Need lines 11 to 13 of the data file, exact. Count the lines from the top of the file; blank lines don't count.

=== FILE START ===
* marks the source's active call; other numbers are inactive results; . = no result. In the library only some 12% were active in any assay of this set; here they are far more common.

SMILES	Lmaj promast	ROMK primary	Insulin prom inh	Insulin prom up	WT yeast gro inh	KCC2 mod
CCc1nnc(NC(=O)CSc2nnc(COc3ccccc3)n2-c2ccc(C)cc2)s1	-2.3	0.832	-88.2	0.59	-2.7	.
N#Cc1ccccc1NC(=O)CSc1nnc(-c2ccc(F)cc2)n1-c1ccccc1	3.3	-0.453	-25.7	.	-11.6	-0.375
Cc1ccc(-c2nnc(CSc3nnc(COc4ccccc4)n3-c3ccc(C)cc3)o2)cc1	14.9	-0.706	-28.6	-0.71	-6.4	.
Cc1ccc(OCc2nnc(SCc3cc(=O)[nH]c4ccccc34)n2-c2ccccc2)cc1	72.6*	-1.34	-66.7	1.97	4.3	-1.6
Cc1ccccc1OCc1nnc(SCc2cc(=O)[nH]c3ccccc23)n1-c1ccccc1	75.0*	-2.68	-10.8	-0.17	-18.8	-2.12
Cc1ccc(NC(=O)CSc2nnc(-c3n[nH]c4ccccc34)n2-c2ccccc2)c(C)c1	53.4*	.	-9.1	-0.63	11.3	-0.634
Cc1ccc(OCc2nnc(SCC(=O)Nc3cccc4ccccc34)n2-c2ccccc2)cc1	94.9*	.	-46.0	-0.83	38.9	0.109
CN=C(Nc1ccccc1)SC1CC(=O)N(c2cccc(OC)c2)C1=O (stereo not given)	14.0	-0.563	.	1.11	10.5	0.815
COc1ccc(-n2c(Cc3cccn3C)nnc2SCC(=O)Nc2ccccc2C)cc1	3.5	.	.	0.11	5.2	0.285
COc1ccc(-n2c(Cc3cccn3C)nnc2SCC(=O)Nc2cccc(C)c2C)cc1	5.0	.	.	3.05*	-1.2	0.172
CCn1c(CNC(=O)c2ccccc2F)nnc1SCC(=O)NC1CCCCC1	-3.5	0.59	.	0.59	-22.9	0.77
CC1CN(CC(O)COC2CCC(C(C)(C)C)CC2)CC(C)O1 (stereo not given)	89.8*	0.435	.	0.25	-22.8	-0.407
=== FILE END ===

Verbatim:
COc1ccc(-n2c(Cc3cccn3C)nnc2SCC(=O)Nc2ccccc2C)cc1	3.5	.	.	0.11	5.2	0.285
COc1ccc(-n2c(Cc3cccn3C)nnc2SCC(=O)Nc2cccc(C)c2C)cc1	5.0	.	.	3.05*	-1.2	0.172
CCn1c(CNC(=O)c2ccccc2F)nnc1SCC(=O)NC1CCCCC1	-3.5	0.59	.	0.59	-22.9	0.77